6-1/2" x 5-1/2" thin paper mounted
Bok's iconic mouse, line drawing in marker
Correspondence from Bok often featured his 'Mouse' next to his signature, and Frank Dietz, a co-founder of New York Science Fiction Society
and founder of Lunacon, sported a tattoo mouse designed by Bok himself
American artist and illustrator Hannes Bok painted more than 150 covers. He was as well as an amateur astrologer and writer of fantasy fiction and poetry.
After a heartbreaking childhood and a simple high school education rounded out with art classes, the auto-didactic, renowned illustrator we would come to remember as Hannes Bok (Wayne Woodard)
found his way in the art and pulp world thanks to the friendship of a young and brave Ray Bradbury. In the Summer of 1939, Bradbury, with borrowed money and an armful of Bok’s work,
headed to the World Science Fiction Convention, and proceeded to impress WT’s editor Farnsworth Wright with Bok’s work - it debuted in Weird Tales by 1939.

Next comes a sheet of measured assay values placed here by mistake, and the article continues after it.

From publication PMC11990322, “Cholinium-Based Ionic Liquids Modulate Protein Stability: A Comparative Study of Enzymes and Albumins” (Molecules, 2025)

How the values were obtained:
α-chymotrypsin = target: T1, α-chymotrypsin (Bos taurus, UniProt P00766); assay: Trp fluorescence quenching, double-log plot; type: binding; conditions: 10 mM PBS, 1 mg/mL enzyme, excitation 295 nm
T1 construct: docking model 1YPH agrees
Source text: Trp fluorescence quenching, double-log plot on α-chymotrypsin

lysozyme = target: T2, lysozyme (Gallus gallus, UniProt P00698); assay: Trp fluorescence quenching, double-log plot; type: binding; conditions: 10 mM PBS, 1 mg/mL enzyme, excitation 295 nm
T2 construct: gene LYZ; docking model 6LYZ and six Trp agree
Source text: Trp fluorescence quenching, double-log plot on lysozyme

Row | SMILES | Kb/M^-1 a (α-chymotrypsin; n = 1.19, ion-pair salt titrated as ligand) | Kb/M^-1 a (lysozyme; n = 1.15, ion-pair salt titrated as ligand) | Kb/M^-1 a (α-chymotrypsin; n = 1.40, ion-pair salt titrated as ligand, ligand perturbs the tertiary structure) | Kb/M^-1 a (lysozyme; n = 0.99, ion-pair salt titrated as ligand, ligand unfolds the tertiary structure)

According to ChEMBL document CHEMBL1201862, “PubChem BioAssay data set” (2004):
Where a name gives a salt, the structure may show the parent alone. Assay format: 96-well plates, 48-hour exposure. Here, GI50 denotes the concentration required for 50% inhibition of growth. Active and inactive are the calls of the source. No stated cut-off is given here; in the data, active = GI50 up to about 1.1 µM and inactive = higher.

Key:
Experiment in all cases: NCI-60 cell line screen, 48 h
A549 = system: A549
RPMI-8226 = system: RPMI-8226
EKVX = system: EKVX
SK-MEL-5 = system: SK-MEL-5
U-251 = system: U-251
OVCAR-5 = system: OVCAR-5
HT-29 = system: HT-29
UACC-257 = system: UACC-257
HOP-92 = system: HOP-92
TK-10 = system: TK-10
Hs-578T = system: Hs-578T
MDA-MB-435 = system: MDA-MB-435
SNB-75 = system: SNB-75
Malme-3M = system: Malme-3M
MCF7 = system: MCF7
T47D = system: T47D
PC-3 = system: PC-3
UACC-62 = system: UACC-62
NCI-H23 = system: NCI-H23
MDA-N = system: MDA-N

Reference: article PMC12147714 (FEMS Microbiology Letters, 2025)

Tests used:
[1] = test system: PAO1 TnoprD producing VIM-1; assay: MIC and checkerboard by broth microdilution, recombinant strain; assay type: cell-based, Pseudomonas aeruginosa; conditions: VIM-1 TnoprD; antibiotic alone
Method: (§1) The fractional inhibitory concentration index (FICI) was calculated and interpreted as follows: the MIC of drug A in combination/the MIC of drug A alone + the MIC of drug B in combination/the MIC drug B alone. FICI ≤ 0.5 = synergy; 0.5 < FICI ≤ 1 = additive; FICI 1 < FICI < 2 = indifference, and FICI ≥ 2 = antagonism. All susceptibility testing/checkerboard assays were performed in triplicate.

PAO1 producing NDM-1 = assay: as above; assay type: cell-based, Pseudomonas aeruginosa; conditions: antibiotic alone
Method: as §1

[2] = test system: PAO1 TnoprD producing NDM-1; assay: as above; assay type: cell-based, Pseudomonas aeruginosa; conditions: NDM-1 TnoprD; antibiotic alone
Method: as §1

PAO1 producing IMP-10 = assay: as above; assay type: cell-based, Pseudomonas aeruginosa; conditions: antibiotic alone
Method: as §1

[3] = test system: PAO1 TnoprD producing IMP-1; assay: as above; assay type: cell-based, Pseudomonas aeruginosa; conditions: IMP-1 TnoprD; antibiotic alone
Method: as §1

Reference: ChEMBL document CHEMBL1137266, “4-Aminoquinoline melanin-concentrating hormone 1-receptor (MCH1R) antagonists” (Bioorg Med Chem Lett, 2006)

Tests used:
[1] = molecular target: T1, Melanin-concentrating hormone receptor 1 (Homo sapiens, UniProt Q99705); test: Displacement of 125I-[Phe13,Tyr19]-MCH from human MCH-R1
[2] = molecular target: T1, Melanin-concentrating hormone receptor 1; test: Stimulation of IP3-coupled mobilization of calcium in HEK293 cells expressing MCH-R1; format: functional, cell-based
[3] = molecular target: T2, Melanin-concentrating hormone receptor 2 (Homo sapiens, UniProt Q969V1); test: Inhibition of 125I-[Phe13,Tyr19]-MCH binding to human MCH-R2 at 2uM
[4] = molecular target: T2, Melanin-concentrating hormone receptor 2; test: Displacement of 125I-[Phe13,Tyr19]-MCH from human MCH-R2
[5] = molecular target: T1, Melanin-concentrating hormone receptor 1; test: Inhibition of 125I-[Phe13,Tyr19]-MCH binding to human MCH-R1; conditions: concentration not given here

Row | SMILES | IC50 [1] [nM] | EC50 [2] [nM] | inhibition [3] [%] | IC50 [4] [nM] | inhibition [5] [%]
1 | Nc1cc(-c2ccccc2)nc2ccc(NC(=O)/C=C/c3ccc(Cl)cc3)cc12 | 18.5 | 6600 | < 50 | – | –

In 1939 he had moved to New York to continue a long and productive relationship with Weird Tales (his work appeared consistently until 1954)
His illustrations appeared in Amazing Stories, Cosmic Science Fiction, Famous Fantastic Mysteries, Fantasy and Science Fiction, Imagination, Marvel Science Fiction, Other Worlds, Startling Stories,
Stirring Science Stories, Uncanny Tales,Unknown, as well as countless books of fantasy and science fiction.
In 1953 Bok and Ed Emshwiller shared one of the inaugural Hugo Awards for science fiction with a tie for best Cover Artist - Virgil Finlay winning that year for best Interior Illustrator.